“Hell is empty/And all the devils are here,” may not be the first Shakespeare quotation that most people think of, but the line from The Tempest certainly can be said to apply to Moriarty the Patriot. Not only is having William speak it a good indication of his education (whether it came from his stolen identity as a Moriarty or from his street child days in the abandoned library), it also espouses his philosophy of English society at the end of the 19th century. Hell must be empty indeed if the aristocracy is to be likened to devils, for they run rampant in a world he's bound and determined to change.
There's certainly a delicious irony to him speaking the line while his red eyes gleam out from beneath his black hood, which must make him look like a true devil to the men he's confronting, but it's also a nice nod to an element of Ripperology, the notorious “From Hell” letter. While there's some debate (as with all things Jack the Ripper) as to whether the letter is authentic or not, it has become inextricably associated with the murderer as part of the lore. And if, as Shakespeare said, Hell is in fact empty and the Earth overrun with its devils, then wouldn't that make the Earth Hell itself? So by that token, when the letter is sent “From Hell,” Moriarty the Patriot seems to imply that it is actually being sent from plain old London – new home of Hell's devils.
It's a great piece of detail from what is otherwise something of a rambling episode. It's not surprising that liberties are taken with the so-called canonical murders – Elizabeth Stride and Catherine Eddowes were killed the same day, but not found next to each other – though I do think that the description of second victim Annie Chapman being seen with a man in a deer-stalker hat prior to her death not being used in a story with Sherlock Holmes is a missed opportunity. But this isn't really about Jack the Ripper or his crimes. Instead it's a way to move Moriarty's plans ahead while introducing two distinct and important pieces of the overarching story: 1) the unrest between the denizens of Whitechapel and the police and 2) the character of Charles Augustus Milverton.
If you don't recognize that name, don't worry. He's another one of Holmes' villains, but he never really achieved the notoriety of Moriarty or Irene Adler. Like those two, Milverton only originally appeared in one story, 1904's “The Adventure of Charles Augustus Milverton,” and also like many of Arthur Conan Doyle's inspirations, was based on a real-life criminal, Charles Augustus Howell. Howell was a blackmailer and something of a smooth-talking conman; he's best known for having convinced Dante Gabriel Rosetti to exhume his wife to retrieve the poems he buried with her. Moriarty the Patriot's Milverton may well follow in that line, although Conan Doyle's is just a blackmailer who is eventually (read: at the end of the story) killed by one of his victims, with Holmes covering up the crime, which may be the piece's most notable feature. It's actually that which has the most interesting implications for his entry on the scene, because it's a case of Holmes acting somewhat like William, determining that because Milverton caused more deaths in his line of work, it's not worth pursuing the woman who killed him, who perhaps did the world a favor. That means that this particular character may be the one who forces Holmes to understand the Lord of Crime.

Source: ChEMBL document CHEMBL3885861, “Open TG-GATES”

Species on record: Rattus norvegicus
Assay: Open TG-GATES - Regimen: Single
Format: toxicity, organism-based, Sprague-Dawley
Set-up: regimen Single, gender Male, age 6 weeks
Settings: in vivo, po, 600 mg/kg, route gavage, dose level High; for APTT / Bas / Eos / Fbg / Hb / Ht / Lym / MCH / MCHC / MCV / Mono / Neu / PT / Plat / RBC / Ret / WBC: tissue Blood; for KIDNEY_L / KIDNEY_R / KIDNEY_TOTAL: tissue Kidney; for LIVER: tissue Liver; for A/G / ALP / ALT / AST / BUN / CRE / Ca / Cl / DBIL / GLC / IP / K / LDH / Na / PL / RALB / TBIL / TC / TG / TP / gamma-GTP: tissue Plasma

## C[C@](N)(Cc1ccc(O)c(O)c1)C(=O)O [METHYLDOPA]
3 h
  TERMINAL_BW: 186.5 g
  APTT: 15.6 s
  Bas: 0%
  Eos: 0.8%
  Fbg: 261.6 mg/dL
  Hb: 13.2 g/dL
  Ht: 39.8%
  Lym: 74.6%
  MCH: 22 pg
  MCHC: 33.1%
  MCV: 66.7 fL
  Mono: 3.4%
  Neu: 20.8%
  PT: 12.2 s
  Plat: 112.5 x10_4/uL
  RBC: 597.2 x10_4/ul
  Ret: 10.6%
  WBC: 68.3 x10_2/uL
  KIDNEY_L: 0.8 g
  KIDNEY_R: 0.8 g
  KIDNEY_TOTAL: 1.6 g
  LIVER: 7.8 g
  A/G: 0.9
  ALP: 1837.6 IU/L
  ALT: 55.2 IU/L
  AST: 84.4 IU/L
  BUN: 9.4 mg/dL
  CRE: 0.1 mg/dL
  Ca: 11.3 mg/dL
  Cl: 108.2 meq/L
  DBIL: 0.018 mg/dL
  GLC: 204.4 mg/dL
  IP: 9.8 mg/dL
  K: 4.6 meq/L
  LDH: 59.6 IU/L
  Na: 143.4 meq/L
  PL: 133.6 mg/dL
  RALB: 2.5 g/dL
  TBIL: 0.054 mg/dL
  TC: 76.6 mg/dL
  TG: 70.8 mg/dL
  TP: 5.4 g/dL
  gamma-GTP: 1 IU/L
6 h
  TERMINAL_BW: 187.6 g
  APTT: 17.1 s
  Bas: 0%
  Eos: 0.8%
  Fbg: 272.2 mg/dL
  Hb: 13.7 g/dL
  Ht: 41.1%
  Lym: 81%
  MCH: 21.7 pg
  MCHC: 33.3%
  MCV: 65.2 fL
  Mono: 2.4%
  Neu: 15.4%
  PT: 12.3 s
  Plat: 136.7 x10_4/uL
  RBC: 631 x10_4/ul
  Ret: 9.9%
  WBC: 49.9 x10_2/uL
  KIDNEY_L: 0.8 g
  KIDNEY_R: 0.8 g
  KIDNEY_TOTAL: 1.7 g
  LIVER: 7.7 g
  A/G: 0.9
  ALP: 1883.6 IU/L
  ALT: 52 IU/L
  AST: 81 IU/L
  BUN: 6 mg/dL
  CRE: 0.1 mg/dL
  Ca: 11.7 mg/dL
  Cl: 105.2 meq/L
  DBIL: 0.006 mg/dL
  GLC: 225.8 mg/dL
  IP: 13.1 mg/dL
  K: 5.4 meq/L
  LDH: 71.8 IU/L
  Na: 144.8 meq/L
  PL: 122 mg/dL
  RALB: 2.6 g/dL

All of that is yet to be seen, however. This episode mostly just has William and Co. take out the men who are trying to use their fictional murderer, Jack the Ripper, as a means of accomplishing something marginally similar to what the Lord of Crime aims to do – but these men don't care about the collateral damage. Since William very much does, it's in his best interests to stop them, work towards ending the feud between the Yard and the people of Whitechapel, and leave Sherlock Holmes to pick up the pieces. It's a bit anticlimactic, honestly, although it does give us another good reason to remember that Louis may be the more dangerous brother (he is way more into killing than William) and the bonding between Bonde and Moran is kind of cute.
But good games require that we think several moves ahead. I think that in the long run, the things set up in this episode will prove to be important.
Moriarty the Patriot is currently streaming on Funimation.